Most warnings and media stories about scams on rental listing sites such as Craigslist focus on helping renters avoid scams, but landlords and property managers are often targed as well. A few popular scams to which landlords and property managers fall include:
False Check Refunds: Impostors pose as renters who agree to pay a security deposit and rent without viewing the properties. Then the impostors send fraudulent cashier’s checks in excess of the stated amounts and request that landlords to return the overages. After sending a “partial refund”, unsuspecting landlords later learn the up-front payments were counterfeit.
Lawsuit Scams: These scams involve flesh-and-blood tenants actually signing a lease agreement and moving in – only to invent an excuse for a lawsuit. This could be failure to provide lead paint documentation, or “mold in the ductwork” or really anything that sounds scary and serious to sympathetic listeners. Even if the tenants eventually lose the lawsuit, they can still often live for free while the landlord is entangled in the suit, as the courts may put a stay on any eviction proceedings until the lawsuit is decided (which can take a long time, with plenty of delaying tactics available to plaintiffs). While the law technically states the landlord can pursue the tenant for lost rent, how does one collect a judgment from someone with no assets or traceable income?
Smoke-and-Mirrors Scam: Scammers steal pictures and property descriptions from authentic rental listings, and post them elsewhere online to lure unsuspecting renters. The alternative postings include below market pricing and contain fake e-mail addresses or (800) numbers, which the scammer uses to draw renters into some nefarious scheme. For the landlord, their legitimate listing is, at best, passed over by tenants clicking on the lower price option, and can create suspicions that the legitimate listing is a scam as well.
Landlords and property managers in larger U.S. and Canadian cities are at higher risk as fraud artists know that larger cities have a more robust pool of renters. Internet frauds are a numbers game; if .01% of viewers fall for a scam, then larger markets mean more victims, with little additional work required per victim.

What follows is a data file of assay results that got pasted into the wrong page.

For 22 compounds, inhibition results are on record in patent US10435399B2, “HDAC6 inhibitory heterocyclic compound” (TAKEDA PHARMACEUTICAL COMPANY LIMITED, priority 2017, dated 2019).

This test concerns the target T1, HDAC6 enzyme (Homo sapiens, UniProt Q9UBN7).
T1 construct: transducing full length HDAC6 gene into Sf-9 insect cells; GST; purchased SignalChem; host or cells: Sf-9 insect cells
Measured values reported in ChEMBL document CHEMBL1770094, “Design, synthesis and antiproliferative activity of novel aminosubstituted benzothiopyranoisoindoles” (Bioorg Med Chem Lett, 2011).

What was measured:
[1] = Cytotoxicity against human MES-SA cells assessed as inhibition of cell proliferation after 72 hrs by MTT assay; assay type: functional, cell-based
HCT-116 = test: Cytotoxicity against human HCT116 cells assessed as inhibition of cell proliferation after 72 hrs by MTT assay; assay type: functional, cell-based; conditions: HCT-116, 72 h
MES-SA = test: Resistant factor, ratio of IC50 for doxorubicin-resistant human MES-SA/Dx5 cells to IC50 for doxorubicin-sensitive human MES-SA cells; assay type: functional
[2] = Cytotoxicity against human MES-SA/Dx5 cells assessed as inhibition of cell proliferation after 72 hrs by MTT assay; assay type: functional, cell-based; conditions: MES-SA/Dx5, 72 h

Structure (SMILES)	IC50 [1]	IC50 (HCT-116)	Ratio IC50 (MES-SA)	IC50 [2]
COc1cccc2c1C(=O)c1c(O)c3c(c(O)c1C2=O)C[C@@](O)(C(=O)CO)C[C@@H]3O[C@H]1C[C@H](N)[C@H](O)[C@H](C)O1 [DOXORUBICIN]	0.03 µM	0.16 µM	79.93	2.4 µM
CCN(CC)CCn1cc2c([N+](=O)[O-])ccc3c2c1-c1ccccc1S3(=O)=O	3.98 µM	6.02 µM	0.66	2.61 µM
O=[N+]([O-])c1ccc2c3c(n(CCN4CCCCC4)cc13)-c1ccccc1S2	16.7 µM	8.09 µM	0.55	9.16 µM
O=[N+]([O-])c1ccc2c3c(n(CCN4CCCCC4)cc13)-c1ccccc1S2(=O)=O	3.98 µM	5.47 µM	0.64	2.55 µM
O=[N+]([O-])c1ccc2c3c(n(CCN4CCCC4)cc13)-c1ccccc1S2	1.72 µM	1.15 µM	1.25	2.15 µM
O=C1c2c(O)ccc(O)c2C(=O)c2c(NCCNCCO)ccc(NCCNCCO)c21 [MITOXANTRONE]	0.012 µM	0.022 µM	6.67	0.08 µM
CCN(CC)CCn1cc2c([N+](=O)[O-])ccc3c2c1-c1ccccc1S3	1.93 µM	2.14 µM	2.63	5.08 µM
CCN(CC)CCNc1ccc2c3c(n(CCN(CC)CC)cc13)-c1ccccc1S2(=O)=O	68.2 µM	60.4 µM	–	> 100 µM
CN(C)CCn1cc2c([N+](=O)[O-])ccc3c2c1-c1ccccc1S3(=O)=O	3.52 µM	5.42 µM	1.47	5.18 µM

Here are some ways in which landlords and property managers can guard against these scams:
Limit Information: Publish limited information on the internet regarding yourself and your properties. Post the intersection instead of the full street address. Serious prospects will call, providing you the opportunity to conduct a phone screening prior to divulging sensitive information.
Alternate Phone Number: Never use your cell or home phone in your rental ads. Consider free options such as Google Voice, to still receive calls on your cell phone without giving away your true phone number. You may also opt to use only a generic email address or utilize Craigslist’s anonymized email function.
Telephone Screening: Always conduct a preliminary background check via telephone prior to showing the property. Scammers will be uncomfortable answering many questions, and will resist deeper inquiries.
When doing a more complete screening after showing the property to an interested tenant, be sure to verify their employment, income, credit history, criminal background and check their civil case history. If they have ever sued a landlord, keep searching – there are plenty of qualified tenants out there who have not sued their landlord.
Watermark Photos: Watermarking your pictures is one way to deter, if not prevent, picture theft. There are a number of watermark software programs and some free online versions. Do some research to choose the appropriate one for you.
The rental business can be very lucrative and will likely continue to be a prime target of criminals. Taking the necessary precautions can prevent you from becoming the next victim.
Have you or someone you know been involved in a rental scam? Share your related experiences with us.